Church-buys-bar is a man-bites-dog phenomenon. But South Side Baptist Church of Covington, Kentucky, has no plans to apply for a liquor license at the old Salty Dog Saloon.
Church leaders say they are in the conversion business and plan to transform the cocktail lounge into the El Ji Moore Activity Center and a meeting site for Alcoholics Anonymous.
The unusual acquisition occurred last April after the saloon's owner changed his mind and agreed to sell the building. The owner's offer came five days before the congregation of South Side Baptist would have voted on shifting a $100,000 donation earmarked for the saloon purchase to an elevator project. "It's been a thorn in my flesh," says pastor Harold Pike, who saw a previous purchase attempt fail when a different owner increased the price. "I told people thousands of times, 'We're going to get it one day.' " Sitting in the shadows of Cincinnati's gleaming new $453 million football stadium, Covington's South Side Baptist is like many inner-city congregations. A steady suburban exodus left behind fading Sunday attendance and accompanying financial shortages.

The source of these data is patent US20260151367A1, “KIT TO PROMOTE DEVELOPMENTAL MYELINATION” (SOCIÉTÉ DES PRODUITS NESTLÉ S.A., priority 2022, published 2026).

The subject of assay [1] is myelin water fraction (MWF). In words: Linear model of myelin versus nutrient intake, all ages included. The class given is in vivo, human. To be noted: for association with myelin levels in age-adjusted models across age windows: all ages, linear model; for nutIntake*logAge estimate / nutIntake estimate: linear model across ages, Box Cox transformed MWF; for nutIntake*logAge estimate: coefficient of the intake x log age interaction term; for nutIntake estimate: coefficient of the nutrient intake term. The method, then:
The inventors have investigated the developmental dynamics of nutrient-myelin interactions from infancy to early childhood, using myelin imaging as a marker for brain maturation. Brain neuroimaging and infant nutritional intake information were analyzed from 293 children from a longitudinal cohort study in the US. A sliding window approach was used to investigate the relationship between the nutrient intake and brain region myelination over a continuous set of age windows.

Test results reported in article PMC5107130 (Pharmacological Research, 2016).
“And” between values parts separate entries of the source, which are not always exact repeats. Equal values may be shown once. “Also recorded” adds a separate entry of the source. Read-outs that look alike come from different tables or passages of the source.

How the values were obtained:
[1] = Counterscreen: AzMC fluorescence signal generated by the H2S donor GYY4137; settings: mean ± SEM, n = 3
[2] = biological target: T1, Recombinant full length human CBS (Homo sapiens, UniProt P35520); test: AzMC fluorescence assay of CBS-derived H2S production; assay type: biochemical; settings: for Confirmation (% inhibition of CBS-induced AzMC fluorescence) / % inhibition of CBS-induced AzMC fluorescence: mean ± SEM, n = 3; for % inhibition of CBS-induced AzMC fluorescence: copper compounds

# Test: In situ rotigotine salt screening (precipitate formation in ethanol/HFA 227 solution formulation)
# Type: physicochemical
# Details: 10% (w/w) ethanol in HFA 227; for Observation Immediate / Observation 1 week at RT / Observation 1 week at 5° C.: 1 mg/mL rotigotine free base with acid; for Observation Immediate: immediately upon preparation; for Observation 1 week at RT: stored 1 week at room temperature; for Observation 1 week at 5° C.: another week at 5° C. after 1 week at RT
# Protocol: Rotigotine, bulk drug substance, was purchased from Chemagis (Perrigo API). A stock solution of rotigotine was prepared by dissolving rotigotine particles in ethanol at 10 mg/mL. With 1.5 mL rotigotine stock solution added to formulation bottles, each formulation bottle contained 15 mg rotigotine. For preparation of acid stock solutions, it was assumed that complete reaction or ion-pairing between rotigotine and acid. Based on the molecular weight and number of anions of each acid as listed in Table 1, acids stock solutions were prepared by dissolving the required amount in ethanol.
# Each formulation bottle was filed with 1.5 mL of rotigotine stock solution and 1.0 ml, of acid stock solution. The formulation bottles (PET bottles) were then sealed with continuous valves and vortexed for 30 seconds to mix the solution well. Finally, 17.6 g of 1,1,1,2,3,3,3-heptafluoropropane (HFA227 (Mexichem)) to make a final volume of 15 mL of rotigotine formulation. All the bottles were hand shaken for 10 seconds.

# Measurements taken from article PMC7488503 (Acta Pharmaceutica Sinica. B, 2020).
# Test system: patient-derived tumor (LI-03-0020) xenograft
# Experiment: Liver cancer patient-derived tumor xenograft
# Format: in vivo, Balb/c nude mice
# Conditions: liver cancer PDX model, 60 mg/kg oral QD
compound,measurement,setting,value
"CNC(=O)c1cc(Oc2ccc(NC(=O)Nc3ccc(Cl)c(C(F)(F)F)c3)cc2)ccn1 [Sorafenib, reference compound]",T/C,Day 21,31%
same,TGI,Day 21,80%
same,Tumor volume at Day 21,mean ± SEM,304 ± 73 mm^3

But Pike, a native Kentuckian, points out that week-day outreach by South Side Baptist illustrates how his church interacts with more people today than in its heyday four decades ago.
Christian education, job training, recreation, and family events will soon fill the center's calendar, says Amy Cummins, the center's director. But that goal is uncertain. Although South Side Baptist had enough money to buy the bar, it has yet to fully fund the center's operating budget. Tight finances have left South Side struggling just to cover the director's salary.
Church leaders, however, are focusing on keeping the cost of both ministry ...1
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